Narrative Therapy

Narrative Therapy Theoretical Approach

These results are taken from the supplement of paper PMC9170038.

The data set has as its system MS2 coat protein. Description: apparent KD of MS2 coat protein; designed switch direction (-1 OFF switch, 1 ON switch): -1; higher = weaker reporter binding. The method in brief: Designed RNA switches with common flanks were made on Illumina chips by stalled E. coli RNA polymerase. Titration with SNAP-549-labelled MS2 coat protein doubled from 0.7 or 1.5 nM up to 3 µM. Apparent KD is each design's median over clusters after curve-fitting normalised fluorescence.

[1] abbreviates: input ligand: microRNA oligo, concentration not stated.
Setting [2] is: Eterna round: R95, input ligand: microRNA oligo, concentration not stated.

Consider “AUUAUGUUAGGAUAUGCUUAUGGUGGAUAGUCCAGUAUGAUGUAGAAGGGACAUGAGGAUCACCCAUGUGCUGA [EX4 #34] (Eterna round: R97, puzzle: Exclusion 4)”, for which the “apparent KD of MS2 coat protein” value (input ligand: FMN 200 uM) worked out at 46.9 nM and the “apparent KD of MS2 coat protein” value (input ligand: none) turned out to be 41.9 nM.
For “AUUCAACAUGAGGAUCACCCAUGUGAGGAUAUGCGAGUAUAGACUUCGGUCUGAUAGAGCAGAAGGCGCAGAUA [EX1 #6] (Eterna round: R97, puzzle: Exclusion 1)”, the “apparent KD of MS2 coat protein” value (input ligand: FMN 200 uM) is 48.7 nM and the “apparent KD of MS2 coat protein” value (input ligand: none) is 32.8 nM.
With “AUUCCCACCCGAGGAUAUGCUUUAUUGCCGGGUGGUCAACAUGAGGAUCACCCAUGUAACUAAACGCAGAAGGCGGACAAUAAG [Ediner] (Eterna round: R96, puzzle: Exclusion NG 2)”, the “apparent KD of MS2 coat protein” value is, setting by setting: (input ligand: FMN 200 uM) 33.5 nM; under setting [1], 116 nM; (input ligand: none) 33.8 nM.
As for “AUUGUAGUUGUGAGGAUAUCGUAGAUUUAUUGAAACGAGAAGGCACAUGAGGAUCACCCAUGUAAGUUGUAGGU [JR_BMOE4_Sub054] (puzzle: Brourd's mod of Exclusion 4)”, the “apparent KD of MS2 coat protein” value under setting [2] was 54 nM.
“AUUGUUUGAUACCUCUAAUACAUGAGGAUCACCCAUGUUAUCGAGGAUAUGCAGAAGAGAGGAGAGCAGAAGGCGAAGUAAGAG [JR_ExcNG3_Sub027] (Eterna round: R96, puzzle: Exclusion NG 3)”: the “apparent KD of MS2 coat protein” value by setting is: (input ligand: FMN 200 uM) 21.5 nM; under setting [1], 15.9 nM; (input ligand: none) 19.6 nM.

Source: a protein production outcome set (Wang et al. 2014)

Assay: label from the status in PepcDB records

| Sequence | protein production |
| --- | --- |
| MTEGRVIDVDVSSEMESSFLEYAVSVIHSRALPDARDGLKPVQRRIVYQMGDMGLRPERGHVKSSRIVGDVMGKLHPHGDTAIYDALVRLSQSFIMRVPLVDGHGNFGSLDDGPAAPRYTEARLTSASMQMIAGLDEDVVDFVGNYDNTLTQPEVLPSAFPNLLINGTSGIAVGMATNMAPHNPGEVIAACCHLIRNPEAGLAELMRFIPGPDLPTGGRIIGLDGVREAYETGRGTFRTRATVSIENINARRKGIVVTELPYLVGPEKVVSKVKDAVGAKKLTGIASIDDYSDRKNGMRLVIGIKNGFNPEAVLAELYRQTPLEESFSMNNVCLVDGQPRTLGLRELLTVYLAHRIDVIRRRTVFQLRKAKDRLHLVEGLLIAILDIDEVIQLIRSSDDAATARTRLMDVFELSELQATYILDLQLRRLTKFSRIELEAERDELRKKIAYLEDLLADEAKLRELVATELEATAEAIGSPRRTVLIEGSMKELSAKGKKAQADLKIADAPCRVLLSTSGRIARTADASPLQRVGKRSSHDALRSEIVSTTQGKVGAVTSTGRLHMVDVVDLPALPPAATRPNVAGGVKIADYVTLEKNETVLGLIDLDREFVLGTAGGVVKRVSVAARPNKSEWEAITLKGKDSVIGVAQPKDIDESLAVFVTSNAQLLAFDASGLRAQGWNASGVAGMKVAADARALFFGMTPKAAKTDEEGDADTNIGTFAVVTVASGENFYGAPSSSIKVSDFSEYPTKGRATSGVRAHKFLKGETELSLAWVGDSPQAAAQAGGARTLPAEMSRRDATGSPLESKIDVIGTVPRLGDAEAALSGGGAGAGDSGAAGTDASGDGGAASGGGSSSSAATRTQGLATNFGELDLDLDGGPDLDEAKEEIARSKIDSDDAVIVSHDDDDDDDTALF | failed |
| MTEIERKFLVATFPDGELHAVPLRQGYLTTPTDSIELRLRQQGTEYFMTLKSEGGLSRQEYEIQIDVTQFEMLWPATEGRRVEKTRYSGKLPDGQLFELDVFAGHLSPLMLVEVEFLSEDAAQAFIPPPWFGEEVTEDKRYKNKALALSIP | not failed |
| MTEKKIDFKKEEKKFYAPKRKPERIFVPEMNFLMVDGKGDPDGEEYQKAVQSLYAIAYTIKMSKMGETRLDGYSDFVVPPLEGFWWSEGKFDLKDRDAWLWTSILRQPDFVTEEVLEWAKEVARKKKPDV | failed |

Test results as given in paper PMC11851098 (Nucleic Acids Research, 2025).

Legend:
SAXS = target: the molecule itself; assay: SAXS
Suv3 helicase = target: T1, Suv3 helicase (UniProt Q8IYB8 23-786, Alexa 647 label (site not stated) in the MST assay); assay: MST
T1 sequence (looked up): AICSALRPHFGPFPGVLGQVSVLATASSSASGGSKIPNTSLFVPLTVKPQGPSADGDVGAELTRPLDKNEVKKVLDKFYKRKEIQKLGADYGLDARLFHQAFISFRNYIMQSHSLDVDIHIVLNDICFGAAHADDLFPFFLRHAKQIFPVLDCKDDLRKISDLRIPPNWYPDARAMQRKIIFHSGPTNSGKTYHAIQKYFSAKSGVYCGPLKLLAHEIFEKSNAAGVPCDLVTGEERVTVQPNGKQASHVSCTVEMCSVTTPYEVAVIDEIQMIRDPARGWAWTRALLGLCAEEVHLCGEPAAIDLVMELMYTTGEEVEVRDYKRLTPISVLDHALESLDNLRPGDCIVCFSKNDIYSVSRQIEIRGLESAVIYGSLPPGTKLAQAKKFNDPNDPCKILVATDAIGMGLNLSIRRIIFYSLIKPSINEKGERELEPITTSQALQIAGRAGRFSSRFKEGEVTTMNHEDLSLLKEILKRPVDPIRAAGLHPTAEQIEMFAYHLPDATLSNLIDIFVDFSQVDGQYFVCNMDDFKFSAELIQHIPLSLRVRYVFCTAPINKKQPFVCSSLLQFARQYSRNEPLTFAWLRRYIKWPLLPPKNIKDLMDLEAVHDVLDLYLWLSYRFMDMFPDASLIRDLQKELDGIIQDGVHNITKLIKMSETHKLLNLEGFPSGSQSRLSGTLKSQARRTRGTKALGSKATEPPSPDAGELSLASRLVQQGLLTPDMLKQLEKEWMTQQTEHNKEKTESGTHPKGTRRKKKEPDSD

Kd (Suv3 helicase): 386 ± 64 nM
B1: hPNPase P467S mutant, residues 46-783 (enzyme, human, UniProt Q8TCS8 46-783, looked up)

The Narrative Therapy theoretical approach was developed by family therapist David Epson and social worker Michael White in the 1980s. This theory was also influenced by philosophers and sociologists as well. Narrative Therapy looks at present problems and the impact of these problems. The focus is the problem and not the person. With Narrative Therapy: the problem is not the person (it is external of the person), and the focus is more on the stories we have told ourselves. Narrative Therapy is a very helpful approach in that we are separating the problem and the person from each other which really helps to externalize the issue right from the start of therapy. I also like the Narrative Therapy theory because it takes into consideration social constructs and asks the question: ¨Where do we get the influences that affect our story? ¨. The word ¨story¨ is used in the vocabulary of Narrative Therapy as it is very much about the story that we have and becoming the author of a new story which may include rewriting our previous story as we heal over time. Identity is important in this theory and has a strong social flavor in that identity is seen as primarily social and can be changed according to the choices we make – rather than more modern-day concepts of identity that point toward more biological determined self ex: ¨true nature¨, but that our identity primarily has social influences, often in which the client can feel injustices and powerlessness. Unique outcomes are a term that is referred to as something we thought was a problem and helped us out at times. These could be considered as highlights; encouraging a different perspective that fosters resilience or a different attitude. The role of the therapist is to investigate the story (and values, skills, knowledge, and social impacts of the client) with the client and hold a safe space to do so. The goals of Narrative Therapy are to re-author the story – how empowering! To have a new story that is more authentic or true. It is a personal story that the client has the personal power to write themselves with the therapist´s help, however, the therapist is the main witness of the client´s new story. This is so beautiful because the client has an audience or witness to the birth of a new more authentic story that is the outcome of their healing progress and to have their new story witnessed reinforces the new story in the Narrative Therapy perspective. Through this Narrative lens, change happens through externalizing the problem and deconstructing the cultural/social story (not family of origin).